Martin then went on to college, then came back and served eight years as a varsity assistant and JV head coach. Dieter then helped him prepare for and land the head coaching job at Newport in 1995, Martin said. After three years there and nine more leading Big Spring, Martin came back to assist Dieter.
It was Martin who coached Boiling Springs in its District 3 playoff game Feb. 18 as Dieter underwent surgery in a hospital in Philadelphia. The two men were so close that Dieter served as Martin’s best man at his wedding.
There are lasting memories for Martin, like 1-on-1 games between the coaching staff for hours after practices. Or when Dieter dug up old files from a summer basketball league in Shiremanstown, bragging to Martin that he averaged more points (18.5) than Martin (15.5) in 1987. (Carlisle’s Billy Owens dwarfed them both with nearly 45 points a game, Martin said.)
“I would say first he was an educator. Bottom line, he cared about kids,” Martin said. “He was about the kids and doing the right thing for them.”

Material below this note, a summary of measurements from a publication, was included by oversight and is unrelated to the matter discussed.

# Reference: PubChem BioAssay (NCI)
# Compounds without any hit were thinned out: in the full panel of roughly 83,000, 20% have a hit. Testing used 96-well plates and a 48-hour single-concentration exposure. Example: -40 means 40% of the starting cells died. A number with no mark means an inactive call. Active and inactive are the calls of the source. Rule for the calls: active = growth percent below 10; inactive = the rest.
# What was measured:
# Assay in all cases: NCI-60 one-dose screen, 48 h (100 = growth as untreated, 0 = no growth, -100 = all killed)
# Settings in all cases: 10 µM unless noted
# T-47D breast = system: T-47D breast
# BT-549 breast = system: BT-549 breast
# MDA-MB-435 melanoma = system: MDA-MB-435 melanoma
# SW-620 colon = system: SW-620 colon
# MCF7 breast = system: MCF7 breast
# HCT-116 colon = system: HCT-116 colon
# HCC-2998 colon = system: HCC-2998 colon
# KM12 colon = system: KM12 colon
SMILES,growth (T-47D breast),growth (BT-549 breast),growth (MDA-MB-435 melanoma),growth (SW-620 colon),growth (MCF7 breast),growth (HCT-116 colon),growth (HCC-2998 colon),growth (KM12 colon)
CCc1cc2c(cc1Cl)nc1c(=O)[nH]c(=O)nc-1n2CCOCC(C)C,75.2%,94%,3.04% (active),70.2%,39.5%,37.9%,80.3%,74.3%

The last game
Behind the scenes during his dedication to the classroom and coaching, Dieter faced “incredible health issues,” Jen said. Those issues, largely kept private through the years, became public in 2006 when Bubbler alum, good friend and former player and coach Kevin Roher donated a kidney to Dieter, giving him almost another 13 years with his family.
Through it all, Dieter remained dedicated to the school and to his family.
“He did it with a decent amount of challenges that never stopped him from putting in time that he needed to do,” Jen said.